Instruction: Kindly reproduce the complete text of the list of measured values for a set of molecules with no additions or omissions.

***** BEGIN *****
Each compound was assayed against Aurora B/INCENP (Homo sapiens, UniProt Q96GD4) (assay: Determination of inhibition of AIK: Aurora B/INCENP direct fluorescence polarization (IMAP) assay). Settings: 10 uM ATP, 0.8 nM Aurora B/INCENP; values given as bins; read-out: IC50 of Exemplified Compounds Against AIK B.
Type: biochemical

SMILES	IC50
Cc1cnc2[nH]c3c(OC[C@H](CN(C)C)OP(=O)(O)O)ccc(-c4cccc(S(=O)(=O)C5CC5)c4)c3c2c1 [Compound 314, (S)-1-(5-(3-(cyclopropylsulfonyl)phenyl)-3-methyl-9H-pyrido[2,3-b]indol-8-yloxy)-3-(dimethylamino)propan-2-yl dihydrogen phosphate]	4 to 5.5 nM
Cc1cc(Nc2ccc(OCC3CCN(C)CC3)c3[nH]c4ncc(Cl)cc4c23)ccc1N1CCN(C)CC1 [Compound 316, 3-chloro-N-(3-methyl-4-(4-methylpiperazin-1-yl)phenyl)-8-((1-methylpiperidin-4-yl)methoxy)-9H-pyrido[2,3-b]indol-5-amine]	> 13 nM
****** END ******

Each compound was assayed against Aurora B/INCENP (Homo sapiens, UniProt Q96GD4) (assay: Determination of inhibition of AIK: Aurora B/INCENP direct fluorescence polarization (IMAP) assay). Settings: 10 uM ATP, 0.8 nM Aurora B/INCENP; values given as bins; read-out: IC50 of Exemplified Compounds Against AIK B.
Type: biochemical

SMILES	IC50
Cc1cnc2[nH]c3c(OC[C@H](CN(C)C)OP(=O)(O)O)ccc(-c4cccc(S(=O)(=O)C5CC5)c4)c3c2c1 [Compound 314, (S)-1-(5-(3-(cyclopropylsulfonyl)phenyl)-3-methyl-9H-pyrido[2,3-b]indol-8-yloxy)-3-(dimethylamino)propan-2-yl dihydrogen phosphate]	4 to 5.5 nM
Cc1cc(Nc2ccc(OCC3CCN(C)CC3)c3[nH]c4ncc(Cl)cc4c23)ccc1N1CCN(C)CC1 [Compound 316, 3-chloro-N-(3-methyl-4-(4-methylpiperazin-1-yl)phenyl)-8-((1-methylpiperidin-4-yl)methoxy)-9H-pyrido[2,3-b]indol-5-amine]	> 13 nM